• That, given the same incremental increase in their budget, all departments will accomplish the same amount for the benefit of the institution

"That doesn't make any sense," Goldstein warns.


"Let's say Unit Y is the science and technology unit. In our plan, we have determined that this is a high-priority area. We have high-quality researchers, high growth potential, and this unit is already performing above the level to be expected given their resources. In this case, we need to assume that if we gave this unit more resources, it would perform even better. Now consider Unit X, which is meeting its objectives but is not over-performing, and is not a growth emphasis area for the institution. Not only should we not increase both budgets incrementally; we may need to take money away from Unit X to increase the growth for Unit Y."
Larry Goldstein, Campus Strategies, LLC

To be successful, a strategic resource allocation model requires:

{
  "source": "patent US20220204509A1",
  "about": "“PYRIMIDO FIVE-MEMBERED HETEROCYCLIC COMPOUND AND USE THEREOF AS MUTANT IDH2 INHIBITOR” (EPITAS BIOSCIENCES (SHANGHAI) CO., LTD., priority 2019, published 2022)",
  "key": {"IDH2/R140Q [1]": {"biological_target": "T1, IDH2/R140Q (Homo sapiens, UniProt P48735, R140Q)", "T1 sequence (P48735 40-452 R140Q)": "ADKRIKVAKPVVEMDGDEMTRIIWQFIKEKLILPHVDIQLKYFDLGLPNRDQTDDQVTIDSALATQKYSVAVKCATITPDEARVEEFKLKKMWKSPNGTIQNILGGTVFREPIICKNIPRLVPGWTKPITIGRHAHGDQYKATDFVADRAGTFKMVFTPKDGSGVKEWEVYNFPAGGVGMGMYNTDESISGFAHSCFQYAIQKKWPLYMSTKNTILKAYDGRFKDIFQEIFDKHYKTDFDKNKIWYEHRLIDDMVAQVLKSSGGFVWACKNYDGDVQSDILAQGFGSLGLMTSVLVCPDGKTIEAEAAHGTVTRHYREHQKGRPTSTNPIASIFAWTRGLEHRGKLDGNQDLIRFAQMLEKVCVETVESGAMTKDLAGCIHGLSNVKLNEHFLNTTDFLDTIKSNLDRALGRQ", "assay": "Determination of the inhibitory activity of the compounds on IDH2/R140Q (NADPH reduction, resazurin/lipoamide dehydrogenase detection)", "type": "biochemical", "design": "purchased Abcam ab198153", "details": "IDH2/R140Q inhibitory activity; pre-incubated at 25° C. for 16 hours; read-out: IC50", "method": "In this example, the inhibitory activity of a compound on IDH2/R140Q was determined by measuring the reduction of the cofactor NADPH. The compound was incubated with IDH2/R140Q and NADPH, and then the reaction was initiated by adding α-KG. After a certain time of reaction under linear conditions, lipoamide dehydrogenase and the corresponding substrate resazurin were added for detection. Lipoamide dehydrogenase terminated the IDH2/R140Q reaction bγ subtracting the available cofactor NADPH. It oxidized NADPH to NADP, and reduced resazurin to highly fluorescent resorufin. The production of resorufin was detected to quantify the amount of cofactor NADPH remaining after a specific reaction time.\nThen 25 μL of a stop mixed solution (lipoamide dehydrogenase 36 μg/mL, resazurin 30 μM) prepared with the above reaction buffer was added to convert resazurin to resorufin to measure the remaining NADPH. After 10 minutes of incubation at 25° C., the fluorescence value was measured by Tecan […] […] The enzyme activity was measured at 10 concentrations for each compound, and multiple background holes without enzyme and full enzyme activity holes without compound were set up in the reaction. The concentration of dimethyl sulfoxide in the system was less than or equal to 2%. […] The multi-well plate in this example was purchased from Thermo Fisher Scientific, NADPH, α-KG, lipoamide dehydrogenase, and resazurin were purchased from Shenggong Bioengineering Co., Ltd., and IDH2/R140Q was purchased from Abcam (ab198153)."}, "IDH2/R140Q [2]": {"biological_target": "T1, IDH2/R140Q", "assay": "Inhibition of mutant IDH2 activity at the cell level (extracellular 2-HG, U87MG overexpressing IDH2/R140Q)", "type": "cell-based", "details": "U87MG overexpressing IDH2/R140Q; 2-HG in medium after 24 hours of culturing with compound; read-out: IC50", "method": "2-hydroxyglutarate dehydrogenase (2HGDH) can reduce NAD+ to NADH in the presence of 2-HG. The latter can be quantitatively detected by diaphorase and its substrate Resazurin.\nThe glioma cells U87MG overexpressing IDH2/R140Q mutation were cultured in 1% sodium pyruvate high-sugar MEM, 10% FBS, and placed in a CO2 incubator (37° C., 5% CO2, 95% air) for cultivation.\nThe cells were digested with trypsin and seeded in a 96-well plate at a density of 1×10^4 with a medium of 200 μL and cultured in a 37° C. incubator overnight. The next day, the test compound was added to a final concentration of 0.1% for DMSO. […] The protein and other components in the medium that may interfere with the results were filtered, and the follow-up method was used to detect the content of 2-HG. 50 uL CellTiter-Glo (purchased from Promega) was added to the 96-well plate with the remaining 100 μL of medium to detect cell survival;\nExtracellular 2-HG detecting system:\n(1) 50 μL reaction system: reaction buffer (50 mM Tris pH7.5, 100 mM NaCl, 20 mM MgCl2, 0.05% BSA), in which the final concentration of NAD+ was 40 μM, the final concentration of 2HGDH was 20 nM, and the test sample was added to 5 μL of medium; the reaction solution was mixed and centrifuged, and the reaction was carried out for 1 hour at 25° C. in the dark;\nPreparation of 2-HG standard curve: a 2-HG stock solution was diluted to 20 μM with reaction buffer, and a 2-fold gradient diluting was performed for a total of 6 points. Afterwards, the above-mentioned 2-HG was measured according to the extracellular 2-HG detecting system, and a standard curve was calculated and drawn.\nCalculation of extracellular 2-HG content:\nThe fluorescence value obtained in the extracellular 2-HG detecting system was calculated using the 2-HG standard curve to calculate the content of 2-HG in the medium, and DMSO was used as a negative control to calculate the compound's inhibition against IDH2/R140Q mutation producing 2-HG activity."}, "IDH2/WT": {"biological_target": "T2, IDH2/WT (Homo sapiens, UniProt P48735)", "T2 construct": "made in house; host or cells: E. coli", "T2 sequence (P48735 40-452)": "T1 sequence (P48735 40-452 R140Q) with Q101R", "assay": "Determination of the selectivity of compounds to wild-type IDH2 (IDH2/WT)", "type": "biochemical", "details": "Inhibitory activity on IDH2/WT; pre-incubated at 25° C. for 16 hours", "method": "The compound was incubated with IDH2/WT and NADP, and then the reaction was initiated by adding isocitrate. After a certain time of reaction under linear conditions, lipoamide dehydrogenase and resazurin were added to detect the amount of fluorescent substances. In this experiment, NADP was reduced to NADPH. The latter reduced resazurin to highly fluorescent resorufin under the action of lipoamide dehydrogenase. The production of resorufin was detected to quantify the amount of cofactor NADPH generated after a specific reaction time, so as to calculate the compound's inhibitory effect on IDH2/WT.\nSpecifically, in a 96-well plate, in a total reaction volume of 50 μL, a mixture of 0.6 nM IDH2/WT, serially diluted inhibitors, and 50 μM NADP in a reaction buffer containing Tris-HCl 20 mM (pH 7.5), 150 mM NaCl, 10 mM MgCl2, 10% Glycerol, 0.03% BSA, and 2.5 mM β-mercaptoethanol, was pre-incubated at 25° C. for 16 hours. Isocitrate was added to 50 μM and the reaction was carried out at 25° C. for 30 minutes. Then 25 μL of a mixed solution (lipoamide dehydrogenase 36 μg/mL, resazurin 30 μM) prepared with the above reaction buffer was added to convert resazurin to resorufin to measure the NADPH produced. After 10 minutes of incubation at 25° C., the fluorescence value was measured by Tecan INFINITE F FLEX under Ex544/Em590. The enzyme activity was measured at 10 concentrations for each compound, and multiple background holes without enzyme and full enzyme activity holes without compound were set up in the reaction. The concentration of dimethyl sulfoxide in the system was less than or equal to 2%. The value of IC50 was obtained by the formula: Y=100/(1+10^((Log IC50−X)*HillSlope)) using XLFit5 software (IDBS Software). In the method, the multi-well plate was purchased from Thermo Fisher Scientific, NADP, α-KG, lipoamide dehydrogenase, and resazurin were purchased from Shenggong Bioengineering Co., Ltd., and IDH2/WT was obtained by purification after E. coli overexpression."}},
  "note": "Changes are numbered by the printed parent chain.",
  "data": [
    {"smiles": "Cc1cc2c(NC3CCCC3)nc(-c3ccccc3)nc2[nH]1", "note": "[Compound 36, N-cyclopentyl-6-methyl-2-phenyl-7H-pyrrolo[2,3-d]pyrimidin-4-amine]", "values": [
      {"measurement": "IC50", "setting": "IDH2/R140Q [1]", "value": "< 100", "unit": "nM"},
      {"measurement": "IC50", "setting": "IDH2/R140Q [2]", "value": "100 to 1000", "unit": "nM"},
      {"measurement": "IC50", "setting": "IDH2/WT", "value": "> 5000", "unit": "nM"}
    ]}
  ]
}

• Clearly defined parameters around what the institution will and will not invest in
  • The budgeting cycle needs to closely follow the operational planning; the two need to be linked in one sequential process
  • One committee or task force to oversee both planning and budgeting processes -- not two separate groups

Moving to a single committee is essential. Goldstein warns that:

  • If one group plans and a different group reaches decisions about allocating resources, then the planning committee will likely be prioritizing without necessarily understanding the constraints on the institution's resources.
  • Individuals making decisions about resource allocation who were not on the planning committee may not have a good understanding of what the strategic plan entails, and accordingly, may misallocate resources, under-allocating in some areas and over-allocating in others.

"You need one committee that fully understands the priorities set forward in the plan and the resources it will take to make those priorities happen. In terms of institutional effectiveness, this is the best approach."